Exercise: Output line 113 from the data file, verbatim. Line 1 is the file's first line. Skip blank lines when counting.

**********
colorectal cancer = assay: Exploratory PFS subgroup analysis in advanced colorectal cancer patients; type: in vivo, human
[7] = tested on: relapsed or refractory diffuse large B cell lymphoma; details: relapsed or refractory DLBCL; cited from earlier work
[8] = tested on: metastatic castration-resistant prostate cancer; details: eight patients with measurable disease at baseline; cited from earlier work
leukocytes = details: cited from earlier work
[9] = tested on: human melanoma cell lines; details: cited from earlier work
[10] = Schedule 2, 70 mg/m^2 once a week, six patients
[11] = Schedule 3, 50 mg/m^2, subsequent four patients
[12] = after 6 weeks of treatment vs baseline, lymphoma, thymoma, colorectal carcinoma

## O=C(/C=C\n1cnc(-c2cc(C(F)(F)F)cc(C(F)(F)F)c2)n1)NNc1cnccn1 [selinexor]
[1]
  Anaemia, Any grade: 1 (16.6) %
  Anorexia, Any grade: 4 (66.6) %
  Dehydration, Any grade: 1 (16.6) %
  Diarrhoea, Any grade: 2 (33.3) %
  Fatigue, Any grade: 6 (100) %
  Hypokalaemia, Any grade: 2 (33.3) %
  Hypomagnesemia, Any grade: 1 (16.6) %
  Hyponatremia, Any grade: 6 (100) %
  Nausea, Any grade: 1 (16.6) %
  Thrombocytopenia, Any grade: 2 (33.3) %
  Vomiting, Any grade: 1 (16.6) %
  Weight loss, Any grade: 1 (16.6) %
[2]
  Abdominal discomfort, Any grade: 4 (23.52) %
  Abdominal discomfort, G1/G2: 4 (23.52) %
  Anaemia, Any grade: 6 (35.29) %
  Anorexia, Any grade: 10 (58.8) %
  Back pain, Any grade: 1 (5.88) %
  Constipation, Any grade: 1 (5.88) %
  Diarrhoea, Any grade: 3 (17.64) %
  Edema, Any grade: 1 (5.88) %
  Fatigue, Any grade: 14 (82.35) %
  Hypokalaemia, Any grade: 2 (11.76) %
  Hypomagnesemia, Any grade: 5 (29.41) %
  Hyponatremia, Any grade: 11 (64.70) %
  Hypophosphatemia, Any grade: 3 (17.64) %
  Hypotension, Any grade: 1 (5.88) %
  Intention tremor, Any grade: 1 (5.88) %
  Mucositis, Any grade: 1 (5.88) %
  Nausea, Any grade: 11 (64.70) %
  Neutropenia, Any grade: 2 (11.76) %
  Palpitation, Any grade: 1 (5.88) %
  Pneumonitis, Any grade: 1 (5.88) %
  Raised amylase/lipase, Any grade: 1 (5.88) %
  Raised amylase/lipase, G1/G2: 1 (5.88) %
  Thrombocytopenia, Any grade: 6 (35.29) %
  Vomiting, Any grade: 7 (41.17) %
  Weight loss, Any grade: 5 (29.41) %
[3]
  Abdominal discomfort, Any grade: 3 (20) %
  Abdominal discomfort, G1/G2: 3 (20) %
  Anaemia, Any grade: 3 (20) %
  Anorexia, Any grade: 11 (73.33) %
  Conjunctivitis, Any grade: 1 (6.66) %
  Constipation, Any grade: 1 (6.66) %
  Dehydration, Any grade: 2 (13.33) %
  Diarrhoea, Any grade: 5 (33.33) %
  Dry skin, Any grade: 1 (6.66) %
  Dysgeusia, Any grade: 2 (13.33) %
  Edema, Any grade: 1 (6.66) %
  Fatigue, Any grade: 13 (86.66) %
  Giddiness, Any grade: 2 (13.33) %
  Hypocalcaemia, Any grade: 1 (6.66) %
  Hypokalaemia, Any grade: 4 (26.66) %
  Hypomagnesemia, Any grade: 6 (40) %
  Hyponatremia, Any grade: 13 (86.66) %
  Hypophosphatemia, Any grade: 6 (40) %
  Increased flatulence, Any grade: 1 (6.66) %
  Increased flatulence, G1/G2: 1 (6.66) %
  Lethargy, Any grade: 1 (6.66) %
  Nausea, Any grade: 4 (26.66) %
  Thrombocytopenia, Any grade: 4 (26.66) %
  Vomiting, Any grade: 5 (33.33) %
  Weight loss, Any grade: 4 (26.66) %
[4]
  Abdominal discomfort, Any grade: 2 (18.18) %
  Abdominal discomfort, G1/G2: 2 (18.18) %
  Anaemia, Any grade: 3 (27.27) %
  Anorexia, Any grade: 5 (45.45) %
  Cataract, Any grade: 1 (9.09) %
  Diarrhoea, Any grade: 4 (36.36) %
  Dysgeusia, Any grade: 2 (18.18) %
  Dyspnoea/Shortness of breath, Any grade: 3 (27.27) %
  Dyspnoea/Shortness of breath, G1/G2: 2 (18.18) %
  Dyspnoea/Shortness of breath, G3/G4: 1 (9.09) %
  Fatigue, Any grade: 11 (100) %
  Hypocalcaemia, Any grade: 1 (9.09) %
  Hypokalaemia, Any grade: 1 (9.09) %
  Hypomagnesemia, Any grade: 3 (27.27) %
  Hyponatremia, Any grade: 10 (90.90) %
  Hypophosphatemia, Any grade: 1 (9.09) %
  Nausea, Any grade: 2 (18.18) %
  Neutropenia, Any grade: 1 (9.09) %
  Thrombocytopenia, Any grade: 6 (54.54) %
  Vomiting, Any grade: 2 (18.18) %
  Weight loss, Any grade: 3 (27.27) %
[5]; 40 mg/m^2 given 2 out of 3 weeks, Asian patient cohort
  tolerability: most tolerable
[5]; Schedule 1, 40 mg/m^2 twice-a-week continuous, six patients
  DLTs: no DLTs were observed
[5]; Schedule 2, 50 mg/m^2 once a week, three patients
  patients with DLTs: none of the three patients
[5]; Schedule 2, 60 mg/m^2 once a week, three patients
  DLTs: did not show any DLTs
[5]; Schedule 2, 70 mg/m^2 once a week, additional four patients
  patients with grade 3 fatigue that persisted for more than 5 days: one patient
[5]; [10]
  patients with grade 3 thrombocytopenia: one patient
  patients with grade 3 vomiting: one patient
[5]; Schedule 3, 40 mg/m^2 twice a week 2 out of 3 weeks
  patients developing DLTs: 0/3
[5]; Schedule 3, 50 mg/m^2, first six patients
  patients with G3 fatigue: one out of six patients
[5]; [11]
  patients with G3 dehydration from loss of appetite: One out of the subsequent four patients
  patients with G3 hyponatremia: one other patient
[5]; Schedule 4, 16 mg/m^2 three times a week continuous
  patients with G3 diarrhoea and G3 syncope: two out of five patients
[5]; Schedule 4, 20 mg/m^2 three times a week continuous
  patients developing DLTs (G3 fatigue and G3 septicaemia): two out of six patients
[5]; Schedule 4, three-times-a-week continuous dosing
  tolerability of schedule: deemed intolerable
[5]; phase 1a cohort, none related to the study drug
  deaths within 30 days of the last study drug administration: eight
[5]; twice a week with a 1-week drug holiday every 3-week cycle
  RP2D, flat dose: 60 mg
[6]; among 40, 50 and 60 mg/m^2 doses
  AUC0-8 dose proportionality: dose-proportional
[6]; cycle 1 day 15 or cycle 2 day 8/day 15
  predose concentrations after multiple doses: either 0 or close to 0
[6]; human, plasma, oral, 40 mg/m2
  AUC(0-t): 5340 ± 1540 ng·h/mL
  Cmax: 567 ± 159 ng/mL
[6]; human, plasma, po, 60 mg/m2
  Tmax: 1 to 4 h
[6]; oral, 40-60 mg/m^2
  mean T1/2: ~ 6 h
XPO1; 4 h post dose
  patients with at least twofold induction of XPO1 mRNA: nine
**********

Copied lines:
  patients with G3 fatigue: one out of six patients